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Column 121503 Thompson

Monday, December 15, 2003


Mexico challenges U.S. death sentences in the World Court


By Barnard R. Thompson


The International Court of Justice (ICJ) is scheduled to hear a contentious case filed by Mexico against the U.S.A., challenging the legitimacy of the death penalty in this country, from December 15 to 19.  Judges from the so-called “World Court,” the top-level legal body of the United Nations that is based in The Hague, will hear Mexico’s legal team argue that 54 Mexican citizens who were found culpable and who are now on death row in a number of states were denied their right to pretrial counsel and trial assistance by Mexican consular officials.  As such, the pleadings will call for cancellation of all 54 executions.


In what is viewed as the unacceptable intervention by Mexico in U.S.A. domestic affairs, U.S. government attorneys will argue that over and above the improprieties in Mexico’s petition, the granting of such a request would violate this nation’s sovereignty.


During the recent debate in the Mexican senate with respect to last month’s foreign ministry (SRE) decision to replace a number of diplomats worldwide, some interesting insights into Mexican opinions and plans on the death penalty matter also surfaced.  Per se, opposition party senators mainly based their comments and criticism on the November 7 announced decision to remove Santiago Oñate Laborde as ambassador to the Low Countries.


Silvia Hernández, a member of the Institutional Revolutionary Party (PRI) who chairs the senate’s North America Foreign Affairs Committee, charged that the arbitrary decision of the SRE to relieve Oñate — an attorney and onetime president of the PRI — of his post at this time weakens Mexico’s chance of winning the case against the U.S.A.  This is a “life and death” matter, and as such all the work that Oñate has done since the case was filed last January — including his positive rapport with ICJ judges, could be damaged or lost the ex-tourism secretary said.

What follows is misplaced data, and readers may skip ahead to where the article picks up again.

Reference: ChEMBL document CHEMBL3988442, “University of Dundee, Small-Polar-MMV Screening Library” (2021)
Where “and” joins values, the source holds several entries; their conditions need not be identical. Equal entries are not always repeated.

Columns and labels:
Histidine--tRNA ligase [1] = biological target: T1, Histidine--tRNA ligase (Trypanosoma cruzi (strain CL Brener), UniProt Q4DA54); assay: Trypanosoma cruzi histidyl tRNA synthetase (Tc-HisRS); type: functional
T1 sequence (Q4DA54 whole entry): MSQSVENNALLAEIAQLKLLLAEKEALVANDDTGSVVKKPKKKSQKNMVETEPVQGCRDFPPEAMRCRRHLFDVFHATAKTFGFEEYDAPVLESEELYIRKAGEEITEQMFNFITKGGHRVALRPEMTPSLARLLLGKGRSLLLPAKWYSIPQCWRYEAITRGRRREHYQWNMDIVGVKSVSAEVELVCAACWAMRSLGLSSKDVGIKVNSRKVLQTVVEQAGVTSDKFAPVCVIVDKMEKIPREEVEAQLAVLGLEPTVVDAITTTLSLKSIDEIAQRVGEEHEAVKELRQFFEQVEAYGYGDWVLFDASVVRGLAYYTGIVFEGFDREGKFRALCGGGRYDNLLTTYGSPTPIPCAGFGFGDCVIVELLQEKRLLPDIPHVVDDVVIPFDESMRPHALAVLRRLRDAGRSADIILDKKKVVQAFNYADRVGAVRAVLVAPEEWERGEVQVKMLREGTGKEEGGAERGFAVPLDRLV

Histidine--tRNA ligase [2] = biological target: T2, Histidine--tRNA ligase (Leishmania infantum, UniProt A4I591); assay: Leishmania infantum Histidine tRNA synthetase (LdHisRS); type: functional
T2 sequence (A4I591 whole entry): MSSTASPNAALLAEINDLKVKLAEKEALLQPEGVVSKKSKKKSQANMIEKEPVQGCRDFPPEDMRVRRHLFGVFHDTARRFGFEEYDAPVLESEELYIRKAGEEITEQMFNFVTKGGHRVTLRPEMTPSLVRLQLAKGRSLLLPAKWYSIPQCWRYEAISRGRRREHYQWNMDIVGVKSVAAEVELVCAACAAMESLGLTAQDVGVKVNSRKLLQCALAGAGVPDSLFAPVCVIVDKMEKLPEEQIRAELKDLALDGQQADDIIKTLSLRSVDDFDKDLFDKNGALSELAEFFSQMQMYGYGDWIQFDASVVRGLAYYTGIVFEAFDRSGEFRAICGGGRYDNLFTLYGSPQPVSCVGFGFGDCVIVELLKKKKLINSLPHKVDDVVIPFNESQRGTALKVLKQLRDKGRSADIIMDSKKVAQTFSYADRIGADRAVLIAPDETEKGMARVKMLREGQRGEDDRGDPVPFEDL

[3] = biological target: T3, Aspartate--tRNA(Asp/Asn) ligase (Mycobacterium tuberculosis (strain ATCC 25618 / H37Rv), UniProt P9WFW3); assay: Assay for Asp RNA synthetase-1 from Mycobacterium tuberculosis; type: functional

Former foreign minister (1982-88) Bernardo Sepúlveda Amor, one of 34 current members elected by the General Assembly of the UN to serve on its International Law Commission, also criticized Mexico’s decision to remove Oñate.  “There is a very serious concern, (since) Oñate’s role is absolutely central.  Besides being one of the attorneys for the Mexican cause, as ambassador he is the main link between Mexican authorities and the Court.  (His dismissal) could lead to a break in Mexico’s relationship link with the Court at an absolutely crucial moment,” Sepúlveda admonished.  Sepúlveda will also be a member of the Mexican team at the ICJ proceedings.


Barring commutation of sentence by a particular governor in the U.S.A., Mexico sees the ICJ as its only means to spare citizens facing capital punishment the death penalty.  The Mexican Constitution prohibits the imposition of death sentences (excepting in a few exceptional circumstances), plus Mexico’s Supreme Court ruled in October of 2001 that life sentences are a violation of the Constitution.


Mexico’s fundamental argument is that the U.S.A. is in violation of the Vienna Convention on Consular Relations and Optional Protocols.  In part, Article 36.1.b., states: “if he so requests, the competent authorities of the receiving State shall, without delay, inform the consular post of the sending State if, within its consular district, a national of that State is arrested or committed to prison or custody pending trial or is detained in any other manner…”  It would thus seem that all 54 of those now awaiting execution of sentence were not opportunely informed of their rights, and that none “so requested” consular services?


Following the clamor in the senate regarding Oñate and the ICJ hearing, foreign minister Luis Ernesto Derbez said that every effort possible would be made to defend Mexicans who face capital punishment abroad.  Oñate in turn has been quoted in news reports as saying that, while he may no longer be ambassador to the Low Countries, he will be kept on this particular case until its conclusion.  The ICJ is expected to rule by March 2004.


In addition to repeatedly voicing concern over the negative moves of the SRE and for the lives of the 54 Mexicans sentenced to death, Senator Hernández pointed a critical finger straight at the Fox administration.  “The government has said that its foreign policy priority is the defense of Mexicans abroad, (and) here is its opportunity to show with actions that its policy is efficient and it is committed.  It is clear to us that this means beating the U.S.A. in an international trial.  One must not be afraid of the U.S.A.,” she said.